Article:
Native Advertising: Three Rules For Success

“Look, if you had one shot, or one opportunity,

To seize everything you ever wanted -- one moment --

Would you capture it or just let it slip?” -- Eminem

While this is the line Eminem may be best remembered for, I’d like to hijack it as a rallying cry for the nascent field of native advertising. On Dec 4 the FTC is holding a hearing on native ads that will certainly shine a spotlight and lay the foundation for how the industry should coalesce.

I define native advertising as “paying for the opportunity to become part of a consumer’s experience on a publisher’s editorial platform, where the brand’s content is seamlessly integrated into the publisher’s environment.” 

This definition is updated from what I heard at one of the first native advertising conferences almost a year ago.  And while the nuances of the definition may still be debated, the opportunity of native advertising is concrete.



As an industry, we have a collective opportunity to make native advertising everything we ever wanted in a digital advertising format. Why?

First, native ads are great for the publisher. Three out of four publishers already offer native advertising on their site, and nearly a fifth are considering offering one this coming year.

Second, they are meaningful for brands. Almost universally, U.S. digital professionals call native mobile ads for branding campaigns very or somewhat effective -- and, even more important, such ads bring value to the consumer.  Consumers look at native ads 53% more frequently than display ads. Native ads also registered 18% higher lift in purchase intent and 9% lift in brand affinity compared to display ads.

But like any new form of content, effective native advertising takes acumen and careful coordination from both the publisher and the brand marketer. It is a very delicate balance. It’s easy to fall off a cliff. Still, when deployed effectively:

  • Publishers win, because readers knows that the publisher understands them, right down to the advertising they are being served.
  • Advertisers win, because the engagement is meaningful, value-added, and ultimately provides greater affinity for the brand or business objective,
  • Consumers win because their time is rewarded with better, more relevant content.

 So how to make native advertising a success?  Here are the basic rules:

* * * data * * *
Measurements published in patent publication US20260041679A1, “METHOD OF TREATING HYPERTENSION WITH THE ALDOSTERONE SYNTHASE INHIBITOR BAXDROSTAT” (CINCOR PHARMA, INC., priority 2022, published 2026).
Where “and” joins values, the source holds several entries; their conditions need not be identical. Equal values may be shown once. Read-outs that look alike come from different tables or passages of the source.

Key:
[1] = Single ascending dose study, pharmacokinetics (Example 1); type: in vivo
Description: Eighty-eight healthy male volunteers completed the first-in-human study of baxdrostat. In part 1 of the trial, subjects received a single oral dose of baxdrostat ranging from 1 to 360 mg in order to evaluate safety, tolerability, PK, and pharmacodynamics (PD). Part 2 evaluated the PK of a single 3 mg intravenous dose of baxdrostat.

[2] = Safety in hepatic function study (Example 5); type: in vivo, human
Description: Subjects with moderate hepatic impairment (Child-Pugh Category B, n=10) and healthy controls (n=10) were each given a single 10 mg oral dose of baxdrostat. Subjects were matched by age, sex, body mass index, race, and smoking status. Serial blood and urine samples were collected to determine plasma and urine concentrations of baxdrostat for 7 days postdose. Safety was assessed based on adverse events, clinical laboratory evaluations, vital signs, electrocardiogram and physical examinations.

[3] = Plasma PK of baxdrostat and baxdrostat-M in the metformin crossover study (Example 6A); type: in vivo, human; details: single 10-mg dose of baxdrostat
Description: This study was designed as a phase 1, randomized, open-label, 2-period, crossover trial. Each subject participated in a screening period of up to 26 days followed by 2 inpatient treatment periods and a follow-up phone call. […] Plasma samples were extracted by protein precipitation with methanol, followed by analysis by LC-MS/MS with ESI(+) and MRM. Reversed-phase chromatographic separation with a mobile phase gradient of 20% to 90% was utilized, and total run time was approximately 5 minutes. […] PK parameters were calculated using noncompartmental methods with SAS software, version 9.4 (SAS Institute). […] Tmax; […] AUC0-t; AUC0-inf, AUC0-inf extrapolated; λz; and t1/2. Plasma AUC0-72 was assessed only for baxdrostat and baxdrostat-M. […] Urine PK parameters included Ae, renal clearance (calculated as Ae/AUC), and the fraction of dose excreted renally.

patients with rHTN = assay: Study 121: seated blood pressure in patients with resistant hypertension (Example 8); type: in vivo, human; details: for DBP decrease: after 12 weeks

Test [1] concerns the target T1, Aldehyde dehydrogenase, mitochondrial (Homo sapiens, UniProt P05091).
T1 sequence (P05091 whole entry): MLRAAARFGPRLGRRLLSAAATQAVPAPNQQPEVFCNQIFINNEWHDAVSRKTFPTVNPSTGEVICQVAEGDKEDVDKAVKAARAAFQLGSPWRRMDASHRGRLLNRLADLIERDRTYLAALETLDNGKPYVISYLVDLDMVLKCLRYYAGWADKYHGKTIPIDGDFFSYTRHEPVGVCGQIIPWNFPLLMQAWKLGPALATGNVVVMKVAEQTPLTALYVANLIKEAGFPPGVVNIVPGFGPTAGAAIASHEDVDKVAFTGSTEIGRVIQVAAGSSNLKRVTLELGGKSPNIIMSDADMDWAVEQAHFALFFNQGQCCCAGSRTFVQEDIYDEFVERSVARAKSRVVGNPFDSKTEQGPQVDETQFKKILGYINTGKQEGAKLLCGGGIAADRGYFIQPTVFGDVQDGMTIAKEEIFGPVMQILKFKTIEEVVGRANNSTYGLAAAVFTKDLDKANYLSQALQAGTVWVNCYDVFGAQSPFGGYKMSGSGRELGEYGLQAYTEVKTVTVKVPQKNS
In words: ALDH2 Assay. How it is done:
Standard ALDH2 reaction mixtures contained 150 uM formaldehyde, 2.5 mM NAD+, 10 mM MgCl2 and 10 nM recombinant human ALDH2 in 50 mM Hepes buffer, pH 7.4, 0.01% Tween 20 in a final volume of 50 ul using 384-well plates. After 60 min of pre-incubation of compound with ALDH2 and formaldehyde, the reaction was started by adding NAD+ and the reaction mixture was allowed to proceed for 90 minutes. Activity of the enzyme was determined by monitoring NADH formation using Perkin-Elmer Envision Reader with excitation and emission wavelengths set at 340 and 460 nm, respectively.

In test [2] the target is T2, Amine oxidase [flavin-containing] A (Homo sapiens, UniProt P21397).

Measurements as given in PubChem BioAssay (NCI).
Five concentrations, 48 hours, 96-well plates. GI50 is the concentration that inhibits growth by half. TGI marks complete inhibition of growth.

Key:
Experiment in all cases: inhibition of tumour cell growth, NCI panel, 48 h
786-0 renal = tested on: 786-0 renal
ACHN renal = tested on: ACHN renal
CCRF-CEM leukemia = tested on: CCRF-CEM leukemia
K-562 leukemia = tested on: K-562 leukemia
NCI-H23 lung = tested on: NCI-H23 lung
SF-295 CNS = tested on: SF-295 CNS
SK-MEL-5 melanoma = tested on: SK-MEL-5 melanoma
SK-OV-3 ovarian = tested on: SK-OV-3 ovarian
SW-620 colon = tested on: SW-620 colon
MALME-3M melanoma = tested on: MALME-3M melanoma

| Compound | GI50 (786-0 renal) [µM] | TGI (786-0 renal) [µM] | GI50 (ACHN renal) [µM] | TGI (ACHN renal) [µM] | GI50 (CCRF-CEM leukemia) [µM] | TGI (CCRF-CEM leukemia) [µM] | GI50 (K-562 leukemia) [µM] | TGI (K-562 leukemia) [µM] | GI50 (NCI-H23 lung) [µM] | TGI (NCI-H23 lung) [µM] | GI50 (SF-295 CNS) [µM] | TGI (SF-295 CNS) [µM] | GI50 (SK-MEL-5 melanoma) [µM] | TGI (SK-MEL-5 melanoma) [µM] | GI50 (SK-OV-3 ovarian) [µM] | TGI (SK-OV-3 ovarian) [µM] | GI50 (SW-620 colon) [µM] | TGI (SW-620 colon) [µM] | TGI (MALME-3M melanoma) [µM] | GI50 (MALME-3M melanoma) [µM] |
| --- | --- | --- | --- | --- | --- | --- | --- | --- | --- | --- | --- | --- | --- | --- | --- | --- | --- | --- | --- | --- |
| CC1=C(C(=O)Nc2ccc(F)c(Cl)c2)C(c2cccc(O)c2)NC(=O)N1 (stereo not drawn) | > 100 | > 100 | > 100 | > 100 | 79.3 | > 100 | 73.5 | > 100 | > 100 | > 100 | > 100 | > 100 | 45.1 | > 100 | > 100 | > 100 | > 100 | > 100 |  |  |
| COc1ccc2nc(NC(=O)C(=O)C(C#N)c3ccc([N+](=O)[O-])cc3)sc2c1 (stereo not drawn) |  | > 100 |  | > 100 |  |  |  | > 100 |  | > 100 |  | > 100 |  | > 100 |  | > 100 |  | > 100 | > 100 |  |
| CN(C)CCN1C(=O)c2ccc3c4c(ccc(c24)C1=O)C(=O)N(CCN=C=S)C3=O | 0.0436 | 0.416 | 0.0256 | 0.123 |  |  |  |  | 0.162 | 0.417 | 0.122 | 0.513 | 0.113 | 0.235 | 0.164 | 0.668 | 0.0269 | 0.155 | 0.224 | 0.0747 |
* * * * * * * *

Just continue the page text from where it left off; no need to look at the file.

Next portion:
1)   Be transparent: Clearly identify native advertising as distinct from other content. Some publications go as far as to place it in separate sections or sidebars.

2)   Act like a journalist: Good native advertising is written as a writer working as an editor for a publisher, not a copywriter for an  agency.

3)   Know your context: Work with the publisher to really understand the context of the native advertising placement. 

The problem is, most advertisers have yet to approach native advertising with the necessary understanding of these requirements.  The risk our industry faces is that bad native advertising trains the consumer to glance past it – muscle memory at its worst. It may create a short-term increase in response and impact, but over time the consumer will wise up. In doing so, the editorial integrity of that brand, publisher and eventually native advertising itself will forever be damaged.  As David Ogilvy said, the consumer is not a moron; as Eminem said, you only have one shot.

Native advertising is still new, so as an industry we can seize this opportunity by elevating our native advertising standards. If we raise the bar high, we may just create a new marketing format that serves value to the consumer, the publisher and the brand concurrently -- one that will undoubtedly stick around for generations to come.

Will we, as an industry, seize this opportunity or just let it slip? Let’s get our act together and do something great.

4 comments about "Native Advertising: Three Rules For Success".
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  1. Hank Stewart from Green Team, December 4, 2013 at 2:10 p.m.

    Dan, you nailed it with the first rule of native advertising success, be transparent. If native advertising is not obviously ADVERTISING, it moves into the realm of sleaziness, and will forever lose whatever bit of credibility it ever had--and, as you aptly point out, drag down the publication with it.

    In all honesty, I'm not a big fan of native advertising because of the high potential it carries for misleading or deceiving the reader. I think it could lead to a huge backlash against brands that participate in it, and rightly so--sounds like I'm channeling my inner-Bob Garfield here.

    That being said, if native advertising is fully transparent, consumers will at least have the opportunity to make their own decisions as to whether it's sleazy or simply "better, more relevant content."

  2. Robert McEvily from MediaPost, December 4, 2013 at 2:19 p.m.

    So the native advertising soap opera is told and unfolds...

    I suppose it's old partner, but the beat goes on...

  3. Mike Einstein from the Brothers Einstein, December 4, 2013 at 2:42 p.m.

    Transparency as rule #1? Perhaps you should heed your own advice: "Consumers look at native ads 53% more frequently than display ads. Native ads also registered 18% higher lift in purchase intent and 9% lift in brand affinity compared to display ads." What a load of unsubstantiated crap.

  4. Paula Lynn from Who Else Unlimited, December 4, 2013 at 3:08 p.m.

    Once upon a time there was three bears, each one with a different brand of porridge, chairs and beds. What you call native advertising passing off as not an ad is rather a dim view of intelligence or plain ignorance. Keep drinking that kool aide and see where it prejudice, false gods, alienation and out right lies. Snake oil still sells. You bought it.

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